“Yes, that’s exactly it!” said Father Payne. “You meant to shut me up with one of our patent Oxford epigrams, I know—and, of course, it is deuced smart! But put it the other way round, and it’s all right. You can’t help being exclusive, and you must try to be inclusive—that’s the truth, with the Oxford tang taken out!”
We laughed at this, and Vincent reddened.
“Don’t mind me, old man!” said Father Payne, “but try to make your epigrams genial instead of contemptuous—inclusive rather than exclusive. They are just as true, and the bitter flavour is only fit for the vitiated taste of Dons.” And Father Payne stretched out a large hand down the table, and enclosed Vincent’s in his own.
“Yes, it was a nasty turn,” said Vincent, smiling, “I see what you mean.”
“The world is a friendlier place than people know,” said Father Payne. “We have inherited a suspicion of the unknown and the unfamiliar. Don’t you remember how the ladies in The Mill on the Floss mistrusted each other’s recipes, and ate dry bread in other houses rather than touch jam or butter made on different methods. That is the old bad taint. But I think we are moving in the right direction. I fancy that the awakening may be very near, when we shall suddenly realise that we are all jolly good fellows, and wonder that we have been so blind.”
“A Roman Catholic friend of mine,” said Rose—“he is a priest—told me that he attended a clerical dinner the other day. The health of the Pope was proposed, and they all got up and sang, ‘For he’s a jolly good fellow!’”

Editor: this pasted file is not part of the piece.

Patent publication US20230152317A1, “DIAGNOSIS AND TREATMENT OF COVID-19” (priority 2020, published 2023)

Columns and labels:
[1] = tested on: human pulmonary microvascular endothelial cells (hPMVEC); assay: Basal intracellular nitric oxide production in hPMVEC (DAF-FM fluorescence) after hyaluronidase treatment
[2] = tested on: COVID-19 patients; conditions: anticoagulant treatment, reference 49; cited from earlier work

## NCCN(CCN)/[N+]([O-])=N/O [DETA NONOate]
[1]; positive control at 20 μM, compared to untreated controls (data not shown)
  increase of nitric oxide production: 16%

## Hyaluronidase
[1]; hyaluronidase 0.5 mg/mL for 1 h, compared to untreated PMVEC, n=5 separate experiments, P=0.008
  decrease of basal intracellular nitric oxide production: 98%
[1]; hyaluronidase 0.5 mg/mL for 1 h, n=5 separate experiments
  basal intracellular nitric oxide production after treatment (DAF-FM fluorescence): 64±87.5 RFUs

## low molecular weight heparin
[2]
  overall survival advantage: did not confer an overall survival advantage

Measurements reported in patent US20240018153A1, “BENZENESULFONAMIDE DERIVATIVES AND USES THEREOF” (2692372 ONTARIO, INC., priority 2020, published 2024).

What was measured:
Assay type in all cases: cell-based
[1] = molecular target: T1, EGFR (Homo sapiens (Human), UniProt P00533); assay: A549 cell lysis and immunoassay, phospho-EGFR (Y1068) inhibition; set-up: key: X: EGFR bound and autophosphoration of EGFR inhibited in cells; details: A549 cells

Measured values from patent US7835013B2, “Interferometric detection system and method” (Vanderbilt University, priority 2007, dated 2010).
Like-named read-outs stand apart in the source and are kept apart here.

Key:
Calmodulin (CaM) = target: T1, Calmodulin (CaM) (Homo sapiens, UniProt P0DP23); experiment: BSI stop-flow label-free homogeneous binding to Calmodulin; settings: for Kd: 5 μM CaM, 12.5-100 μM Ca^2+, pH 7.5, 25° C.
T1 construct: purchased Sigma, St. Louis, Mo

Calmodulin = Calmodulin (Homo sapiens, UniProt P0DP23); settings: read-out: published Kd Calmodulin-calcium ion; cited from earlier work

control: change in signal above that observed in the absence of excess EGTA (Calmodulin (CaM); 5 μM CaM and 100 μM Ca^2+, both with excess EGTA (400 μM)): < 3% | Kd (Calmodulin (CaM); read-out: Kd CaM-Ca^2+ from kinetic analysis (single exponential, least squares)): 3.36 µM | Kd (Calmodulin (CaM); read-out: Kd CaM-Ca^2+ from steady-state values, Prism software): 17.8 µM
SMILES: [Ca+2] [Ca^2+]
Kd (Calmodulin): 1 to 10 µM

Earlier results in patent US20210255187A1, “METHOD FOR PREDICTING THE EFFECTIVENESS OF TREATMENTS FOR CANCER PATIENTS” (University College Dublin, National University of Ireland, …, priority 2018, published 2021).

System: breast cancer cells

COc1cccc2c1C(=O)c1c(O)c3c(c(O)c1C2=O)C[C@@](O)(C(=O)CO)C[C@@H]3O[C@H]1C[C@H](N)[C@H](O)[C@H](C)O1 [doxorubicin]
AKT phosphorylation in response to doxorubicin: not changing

There was a loud laugh at this. “I like that,” said Father Payne, “I like their doing that! I expect that that is exactly what the Pope is! I should dearly love to have a good long quiet talk with him! I think I could let in a little light: and I should like to ask him if he enjoyed his fame, dear old boy: and whether he was interested in his work! ’Why, Mr. Payne, it’s rather anxious work, you know, the care of all the churches’—I can hear him saying—’but I rub along, and the time passes quickly! though, to be sure, I’m not as young as I was once: and while I am on the subject, Mr. Payne, you look to me to be getting on in years yourself!’ And then I should say ‘Yes, your Holiness, I am a man that has seen trouble.’ And he would say, ‘I’m sorry to hear that! Tell me all about it!’ That’s how we should talk, like old friends, in a snug parlour in the Vatican, looking out on the gardens!”
OF TAKING LIFE